A lot has been written about the early stages of establishing a technology startup, from fundraising and searching for product/market fit to early team building and M&A exits. But what happens next? Very little tactical advice exists about scaling a company from 10 or 20 employees to thousands.
Startup survival numbers explain this discrepancy. While thousands of startups are founded each year, most die or are bought well before they reach the high-growth stage (sometimes called “hypergrowth,” “scaling,” or “breaking out”). As a result, while many people have experience starting a company, very few have experience scaling one.
Just as there are common patterns that early-stage companies follow, later-stage high-growth companies also face similar issues over and over. Every high-growth company eventually needs to tackle the same set of challenges around organizational structure, late-stage fundraising, culture, hiring executives for roles the founders don’t understand, buying other companies, and more. Since most founders are dealing with these issues for the first time—and navigating many of them simultaneously— hypergrowth tends to feels like a hyperstressful roller coaster.
Since 2004, I’ve participated in nearly every stage of the startup life cycle, as either an operator or an investor. I joined Google somewhere between 1,500 and 2,000 employees and left when it was at 15,000, close to four years later. I then started a company, Mixer Labs, that Twitter acquired when Twitter was around 90 people. As a vice president at Twitter, my job was to scale the company from 100 to over 1,000 people. I left two-and-a-half years later, when Twitter hit roughly 1,500 employees, and then stuck around as an advisor to the CEO and COO for another year, by which point the company had reached roughly 2,500 people. At Twitter, I was involved at various times with product, platform, internationalization, user growth, M&A, recruiting, organizational process, culture, and other aspects of scaling.
I am also an investor in a number of breakout or high-growth companies: Airbnb, Coinbase, Gusto, Instacart, OpenDoor, Pinterest, Stripe, Square, Wish, and others. In some cases I have helped companies in meaningful ways, in others I have been a mere observer along for the ride. 1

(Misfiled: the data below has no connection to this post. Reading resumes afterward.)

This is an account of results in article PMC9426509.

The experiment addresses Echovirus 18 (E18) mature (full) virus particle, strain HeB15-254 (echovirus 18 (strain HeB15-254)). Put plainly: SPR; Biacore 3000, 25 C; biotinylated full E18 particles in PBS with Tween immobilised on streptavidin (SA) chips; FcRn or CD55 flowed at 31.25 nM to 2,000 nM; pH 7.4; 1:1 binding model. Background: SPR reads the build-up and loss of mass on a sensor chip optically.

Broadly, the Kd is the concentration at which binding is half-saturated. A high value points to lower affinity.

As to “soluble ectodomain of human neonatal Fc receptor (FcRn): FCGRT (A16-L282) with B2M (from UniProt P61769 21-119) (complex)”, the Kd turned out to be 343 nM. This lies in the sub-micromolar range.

I have found that the same patterns unfold across various high-growth companies. Founders, CEOs, and executives consistently come to me with similar questions and issues as they scale their companies.
I’m writing this book to answer those questions and capture the key lessons of my experiences. In parallel, I have been publishing a blog for a long time—and many of the chapters here started as blog posts, and I will keep adding to it over time.
Visit growth.eladgil.com for updates, additional material, and links to many online resources and articles mentioned in the following pages.
The advice presented here is meant to be painfully tactical and to avoid the platitudes you will get from investors who have never run or scaled a company. My hope is that the book will be helpful to founders, CEOs, and employees who are facing hypergrowth and scaling for the first time.
All startup advice is only useful in context, and I am a firm believer that the only good generic startup advice is that there is no good generic startup advice. So take what is written here with a grain of salt—it is very much one person’s experiences, not a rulebook for what is correct for every company in every context.
If the high-growth stage at your company feels like a chaotic, scary, stressful shitshow, don’t worry. It feels that way for everyone the first time around. Buckle up and enjoy the ride!